Moscow Presents Western Powers with New Plan on Middle East

The Soviet Government presented last night a note to the United States Ambassador in Moscow suggesting a Russian formula for settling the Middle East crisis, it was announced here today. The full text of the 1,500 word note was not yet available here, but a summary cabled by the U.S. Embassy in Moscow to the State Department indicates that the note reiterates previous Soviet views on the Middle East situation.

A State Department spokesman said that if the United States finds anything constructive in the Moscow note, it will be given serious consideration. The note was also presented by Soviet Foreign Minister Andrei Gromyko to the British and French ambassadors in the Soviet capital. A report from Paris this afternoon quoted a spokesman for the French Foreign Office as stating “we have not fully examined the note, but already we can say that it contains absolutely nothing new.”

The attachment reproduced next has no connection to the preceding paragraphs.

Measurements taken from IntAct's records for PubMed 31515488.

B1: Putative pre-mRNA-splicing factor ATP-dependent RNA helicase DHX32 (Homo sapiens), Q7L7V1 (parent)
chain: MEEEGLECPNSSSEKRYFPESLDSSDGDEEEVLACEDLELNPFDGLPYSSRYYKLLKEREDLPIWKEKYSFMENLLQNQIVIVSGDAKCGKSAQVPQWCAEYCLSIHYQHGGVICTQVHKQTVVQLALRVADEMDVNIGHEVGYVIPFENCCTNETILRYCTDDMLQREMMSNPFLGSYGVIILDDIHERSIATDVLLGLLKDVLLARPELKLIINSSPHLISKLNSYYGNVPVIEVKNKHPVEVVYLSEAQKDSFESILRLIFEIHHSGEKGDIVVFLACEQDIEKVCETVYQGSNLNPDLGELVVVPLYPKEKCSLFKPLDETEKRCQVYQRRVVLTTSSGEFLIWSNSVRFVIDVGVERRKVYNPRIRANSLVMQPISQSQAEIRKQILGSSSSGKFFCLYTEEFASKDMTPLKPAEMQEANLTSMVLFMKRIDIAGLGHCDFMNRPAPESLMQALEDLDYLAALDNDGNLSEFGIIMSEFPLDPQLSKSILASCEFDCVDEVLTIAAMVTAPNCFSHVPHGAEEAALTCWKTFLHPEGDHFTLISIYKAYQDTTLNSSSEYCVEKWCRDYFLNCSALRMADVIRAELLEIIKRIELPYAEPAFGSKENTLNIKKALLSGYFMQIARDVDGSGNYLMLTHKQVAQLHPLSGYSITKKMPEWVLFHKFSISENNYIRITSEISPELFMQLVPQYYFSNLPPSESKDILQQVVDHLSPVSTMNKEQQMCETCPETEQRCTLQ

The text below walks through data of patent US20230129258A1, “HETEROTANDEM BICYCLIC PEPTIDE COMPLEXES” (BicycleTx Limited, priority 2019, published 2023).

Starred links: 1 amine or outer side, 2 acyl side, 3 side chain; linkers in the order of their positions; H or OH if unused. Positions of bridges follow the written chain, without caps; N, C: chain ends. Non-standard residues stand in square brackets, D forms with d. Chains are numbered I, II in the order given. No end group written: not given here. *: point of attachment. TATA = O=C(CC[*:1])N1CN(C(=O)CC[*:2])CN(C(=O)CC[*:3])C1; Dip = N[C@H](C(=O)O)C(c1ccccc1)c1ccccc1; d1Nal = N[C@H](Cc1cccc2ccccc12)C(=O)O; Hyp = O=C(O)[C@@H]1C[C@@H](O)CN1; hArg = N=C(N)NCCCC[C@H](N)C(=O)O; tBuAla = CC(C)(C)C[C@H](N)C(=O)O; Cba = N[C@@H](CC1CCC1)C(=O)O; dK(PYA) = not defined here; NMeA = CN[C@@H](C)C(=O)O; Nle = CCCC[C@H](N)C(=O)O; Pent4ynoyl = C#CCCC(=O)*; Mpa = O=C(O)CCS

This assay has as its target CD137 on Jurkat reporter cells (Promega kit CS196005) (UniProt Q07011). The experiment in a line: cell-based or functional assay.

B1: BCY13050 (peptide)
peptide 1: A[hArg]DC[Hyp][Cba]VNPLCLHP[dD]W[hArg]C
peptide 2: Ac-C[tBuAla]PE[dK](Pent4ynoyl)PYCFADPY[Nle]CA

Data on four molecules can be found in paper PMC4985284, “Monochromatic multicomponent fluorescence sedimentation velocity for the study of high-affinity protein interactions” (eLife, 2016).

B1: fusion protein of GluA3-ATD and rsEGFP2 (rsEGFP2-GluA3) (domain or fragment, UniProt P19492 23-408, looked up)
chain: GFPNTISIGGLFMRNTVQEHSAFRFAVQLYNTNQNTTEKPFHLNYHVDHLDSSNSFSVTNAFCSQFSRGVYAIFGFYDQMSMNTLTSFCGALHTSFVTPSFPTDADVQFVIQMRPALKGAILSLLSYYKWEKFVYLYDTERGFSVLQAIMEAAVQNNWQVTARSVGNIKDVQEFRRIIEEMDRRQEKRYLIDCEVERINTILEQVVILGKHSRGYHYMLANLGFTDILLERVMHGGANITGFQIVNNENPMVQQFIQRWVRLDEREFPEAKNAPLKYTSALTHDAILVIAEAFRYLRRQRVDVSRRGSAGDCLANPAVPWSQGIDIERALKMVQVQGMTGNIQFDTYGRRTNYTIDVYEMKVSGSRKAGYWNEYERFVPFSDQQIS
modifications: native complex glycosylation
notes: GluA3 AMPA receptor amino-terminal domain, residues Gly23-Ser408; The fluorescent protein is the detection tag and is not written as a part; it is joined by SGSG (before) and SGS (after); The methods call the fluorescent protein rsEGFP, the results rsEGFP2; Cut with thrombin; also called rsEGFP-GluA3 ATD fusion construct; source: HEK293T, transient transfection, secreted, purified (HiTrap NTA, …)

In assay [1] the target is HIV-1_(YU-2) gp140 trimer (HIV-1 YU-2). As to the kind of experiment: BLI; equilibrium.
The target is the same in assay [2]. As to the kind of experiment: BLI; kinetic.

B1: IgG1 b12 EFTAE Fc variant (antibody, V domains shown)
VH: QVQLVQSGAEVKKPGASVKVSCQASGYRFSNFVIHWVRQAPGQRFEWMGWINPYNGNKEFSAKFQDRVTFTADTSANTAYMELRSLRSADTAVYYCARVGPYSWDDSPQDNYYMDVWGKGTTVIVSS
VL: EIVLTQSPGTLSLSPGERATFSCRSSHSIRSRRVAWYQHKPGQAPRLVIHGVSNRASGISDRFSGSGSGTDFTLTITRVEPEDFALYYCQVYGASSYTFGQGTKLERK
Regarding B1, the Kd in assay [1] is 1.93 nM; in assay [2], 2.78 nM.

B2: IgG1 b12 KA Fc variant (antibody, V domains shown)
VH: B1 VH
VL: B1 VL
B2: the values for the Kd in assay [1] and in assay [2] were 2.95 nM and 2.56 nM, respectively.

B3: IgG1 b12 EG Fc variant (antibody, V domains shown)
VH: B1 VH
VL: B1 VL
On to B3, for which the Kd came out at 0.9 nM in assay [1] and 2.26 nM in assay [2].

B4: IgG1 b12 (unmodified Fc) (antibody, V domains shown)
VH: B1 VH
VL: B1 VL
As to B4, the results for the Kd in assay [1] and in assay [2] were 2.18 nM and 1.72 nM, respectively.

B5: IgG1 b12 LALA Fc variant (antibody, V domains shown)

The new Soviet move is considered in Washington an attempt on the part of Moscow to get Western acknowledgment of Russia as a Middle Eastern power. The United States, Britain and France rejected a previous Soviet suggestion for a four-power declaration pledging the parties to refrain from force in the Middle East. The rejection was explained by the fact that the United Nations Charter already called for renunciation of force.

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